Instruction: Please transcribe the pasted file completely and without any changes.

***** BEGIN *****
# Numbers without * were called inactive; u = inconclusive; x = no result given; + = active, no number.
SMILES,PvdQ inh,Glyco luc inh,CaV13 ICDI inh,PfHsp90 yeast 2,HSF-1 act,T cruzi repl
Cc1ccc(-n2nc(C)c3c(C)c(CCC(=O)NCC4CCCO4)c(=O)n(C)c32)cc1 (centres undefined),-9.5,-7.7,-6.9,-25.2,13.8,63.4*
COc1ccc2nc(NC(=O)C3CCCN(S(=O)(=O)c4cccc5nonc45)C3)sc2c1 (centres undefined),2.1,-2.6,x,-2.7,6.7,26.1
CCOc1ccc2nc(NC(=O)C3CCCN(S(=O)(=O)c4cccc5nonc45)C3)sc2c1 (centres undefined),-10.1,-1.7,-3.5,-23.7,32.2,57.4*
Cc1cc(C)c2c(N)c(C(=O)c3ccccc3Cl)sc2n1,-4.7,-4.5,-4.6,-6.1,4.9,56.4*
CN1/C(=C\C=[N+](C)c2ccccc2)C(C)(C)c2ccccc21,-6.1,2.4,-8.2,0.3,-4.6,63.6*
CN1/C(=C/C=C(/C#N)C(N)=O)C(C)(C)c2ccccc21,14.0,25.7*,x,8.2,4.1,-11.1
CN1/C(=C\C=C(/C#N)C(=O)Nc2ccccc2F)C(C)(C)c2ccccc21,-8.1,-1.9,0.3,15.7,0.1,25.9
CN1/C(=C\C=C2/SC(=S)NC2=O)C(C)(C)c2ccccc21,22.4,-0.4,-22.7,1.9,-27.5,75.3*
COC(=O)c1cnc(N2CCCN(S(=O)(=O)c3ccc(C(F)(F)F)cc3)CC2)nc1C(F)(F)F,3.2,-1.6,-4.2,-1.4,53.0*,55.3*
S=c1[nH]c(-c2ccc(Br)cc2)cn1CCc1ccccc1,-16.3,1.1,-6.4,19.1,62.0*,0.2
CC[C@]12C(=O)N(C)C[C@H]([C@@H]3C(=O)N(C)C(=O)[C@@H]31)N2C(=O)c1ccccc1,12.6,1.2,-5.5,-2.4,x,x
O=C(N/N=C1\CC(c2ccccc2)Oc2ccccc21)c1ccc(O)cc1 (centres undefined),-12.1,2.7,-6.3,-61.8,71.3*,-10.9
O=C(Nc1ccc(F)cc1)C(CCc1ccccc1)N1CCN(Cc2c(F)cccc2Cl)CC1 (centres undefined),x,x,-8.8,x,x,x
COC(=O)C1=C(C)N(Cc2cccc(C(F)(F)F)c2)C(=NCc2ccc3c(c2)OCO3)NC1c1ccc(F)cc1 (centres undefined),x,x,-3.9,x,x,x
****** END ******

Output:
# Numbers without * were called inactive; u = inconclusive; x = no result given; + = active, no number.
SMILES,PvdQ inh,Glyco luc inh,CaV13 ICDI inh,PfHsp90 yeast 2,HSF-1 act,T cruzi repl
Cc1ccc(-n2nc(C)c3c(C)c(CCC(=O)NCC4CCCO4)c(=O)n(C)c32)cc1 (centres undefined),-9.5,-7.7,-6.9,-25.2,13.8,63.4*
COc1ccc2nc(NC(=O)C3CCCN(S(=O)(=O)c4cccc5nonc45)C3)sc2c1 (centres undefined),2.1,-2.6,x,-2.7,6.7,26.1
CCOc1ccc2nc(NC(=O)C3CCCN(S(=O)(=O)c4cccc5nonc45)C3)sc2c1 (centres undefined),-10.1,-1.7,-3.5,-23.7,32.2,57.4*
Cc1cc(C)c2c(N)c(C(=O)c3ccccc3Cl)sc2n1,-4.7,-4.5,-4.6,-6.1,4.9,56.4*
CN1/C(=C\C=[N+](C)c2ccccc2)C(C)(C)c2ccccc21,-6.1,2.4,-8.2,0.3,-4.6,63.6*
CN1/C(=C/C=C(/C#N)C(N)=O)C(C)(C)c2ccccc21,14.0,25.7*,x,8.2,4.1,-11.1
CN1/C(=C\C=C(/C#N)C(=O)Nc2ccccc2F)C(C)(C)c2ccccc21,-8.1,-1.9,0.3,15.7,0.1,25.9
CN1/C(=C\C=C2/SC(=S)NC2=O)C(C)(C)c2ccccc21,22.4,-0.4,-22.7,1.9,-27.5,75.3*
COC(=O)c1cnc(N2CCCN(S(=O)(=O)c3ccc(C(F)(F)F)cc3)CC2)nc1C(F)(F)F,3.2,-1.6,-4.2,-1.4,53.0*,55.3*
S=c1[nH]c(-c2ccc(Br)cc2)cn1CCc1ccccc1,-16.3,1.1,-6.4,19.1,62.0*,0.2
CC[C@]12C(=O)N(C)C[C@H]([C@@H]3C(=O)N(C)C(=O)[C@@H]31)N2C(=O)c1ccccc1,12.6,1.2,-5.5,-2.4,x,x
O=C(N/N=C1\CC(c2ccccc2)Oc2ccccc21)c1ccc(O)cc1 (centres undefined),-12.1,2.7,-6.3,-61.8,71.3*,-10.9
O=C(Nc1ccc(F)cc1)C(CCc1ccccc1)N1CCN(Cc2c(F)cccc2Cl)CC1 (centres undefined),x,x,-8.8,x,x,x
COC(=O)C1=C(C)N(Cc2cccc(C(F)(F)F)c2)C(=NCc2ccc3c(c2)OCO3)NC1c1ccc(F)cc1 (centres undefined),x,x,-3.9,x,x,x